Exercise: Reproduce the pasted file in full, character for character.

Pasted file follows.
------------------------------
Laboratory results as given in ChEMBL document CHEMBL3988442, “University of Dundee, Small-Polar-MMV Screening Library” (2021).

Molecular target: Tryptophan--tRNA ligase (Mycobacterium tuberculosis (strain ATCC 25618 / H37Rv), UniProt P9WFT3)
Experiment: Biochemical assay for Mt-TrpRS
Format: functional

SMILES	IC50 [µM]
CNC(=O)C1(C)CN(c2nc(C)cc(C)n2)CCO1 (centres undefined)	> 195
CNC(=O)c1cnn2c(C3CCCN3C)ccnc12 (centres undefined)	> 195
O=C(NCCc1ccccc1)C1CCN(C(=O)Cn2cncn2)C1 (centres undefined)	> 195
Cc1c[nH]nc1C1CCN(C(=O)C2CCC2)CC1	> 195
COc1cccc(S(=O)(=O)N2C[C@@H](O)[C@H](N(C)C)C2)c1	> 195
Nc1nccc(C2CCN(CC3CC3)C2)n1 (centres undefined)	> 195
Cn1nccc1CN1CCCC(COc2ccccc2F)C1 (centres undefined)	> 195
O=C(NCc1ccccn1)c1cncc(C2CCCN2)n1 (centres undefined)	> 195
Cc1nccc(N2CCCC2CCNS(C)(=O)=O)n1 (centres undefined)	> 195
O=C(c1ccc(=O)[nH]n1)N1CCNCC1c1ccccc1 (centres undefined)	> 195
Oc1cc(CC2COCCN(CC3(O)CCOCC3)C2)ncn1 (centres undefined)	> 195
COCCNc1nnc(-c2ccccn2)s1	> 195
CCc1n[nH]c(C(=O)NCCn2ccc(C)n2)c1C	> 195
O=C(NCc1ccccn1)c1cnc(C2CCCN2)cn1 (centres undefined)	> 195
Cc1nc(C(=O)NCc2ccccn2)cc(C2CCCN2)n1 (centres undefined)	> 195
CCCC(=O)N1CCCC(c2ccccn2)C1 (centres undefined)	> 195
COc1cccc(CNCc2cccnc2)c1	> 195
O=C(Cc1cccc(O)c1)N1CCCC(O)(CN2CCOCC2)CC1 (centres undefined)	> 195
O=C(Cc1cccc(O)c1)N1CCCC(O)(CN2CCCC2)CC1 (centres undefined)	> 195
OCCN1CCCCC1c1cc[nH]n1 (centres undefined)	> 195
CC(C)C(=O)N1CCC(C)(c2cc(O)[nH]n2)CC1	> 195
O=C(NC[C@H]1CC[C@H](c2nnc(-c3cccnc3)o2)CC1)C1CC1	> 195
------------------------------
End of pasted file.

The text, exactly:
Laboratory results as given in ChEMBL document CHEMBL3988442, “University of Dundee, Small-Polar-MMV Screening Library” (2021).

Molecular target: Tryptophan--tRNA ligase (Mycobacterium tuberculosis (strain ATCC 25618 / H37Rv), UniProt P9WFT3)
Experiment: Biochemical assay for Mt-TrpRS
Format: functional

SMILES	IC50 [µM]
CNC(=O)C1(C)CN(c2nc(C)cc(C)n2)CCO1 (centres undefined)	> 195
CNC(=O)c1cnn2c(C3CCCN3C)ccnc12 (centres undefined)	> 195
O=C(NCCc1ccccc1)C1CCN(C(=O)Cn2cncn2)C1 (centres undefined)	> 195
Cc1c[nH]nc1C1CCN(C(=O)C2CCC2)CC1	> 195
COc1cccc(S(=O)(=O)N2C[C@@H](O)[C@H](N(C)C)C2)c1	> 195
Nc1nccc(C2CCN(CC3CC3)C2)n1 (centres undefined)	> 195
Cn1nccc1CN1CCCC(COc2ccccc2F)C1 (centres undefined)	> 195
O=C(NCc1ccccn1)c1cncc(C2CCCN2)n1 (centres undefined)	> 195
Cc1nccc(N2CCCC2CCNS(C)(=O)=O)n1 (centres undefined)	> 195
O=C(c1ccc(=O)[nH]n1)N1CCNCC1c1ccccc1 (centres undefined)	> 195
Oc1cc(CC2COCCN(CC3(O)CCOCC3)C2)ncn1 (centres undefined)	> 195
COCCNc1nnc(-c2ccccn2)s1	> 195
CCc1n[nH]c(C(=O)NCCn2ccc(C)n2)c1C	> 195
O=C(NCc1ccccn1)c1cnc(C2CCCN2)cn1 (centres undefined)	> 195
Cc1nc(C(=O)NCc2ccccn2)cc(C2CCCN2)n1 (centres undefined)	> 195
CCCC(=O)N1CCCC(c2ccccn2)C1 (centres undefined)	> 195
COc1cccc(CNCc2cccnc2)c1	> 195
O=C(Cc1cccc(O)c1)N1CCCC(O)(CN2CCOCC2)CC1 (centres undefined)	> 195
O=C(Cc1cccc(O)c1)N1CCCC(O)(CN2CCCC2)CC1 (centres undefined)	> 195
OCCN1CCCCC1c1cc[nH]n1 (centres undefined)	> 195
CC(C)C(=O)N1CCC(C)(c2cc(O)[nH]n2)CC1	> 195
O=C(NC[C@H]1CC[C@H](c2nnc(-c3cccnc3)o2)CC1)C1CC1	> 195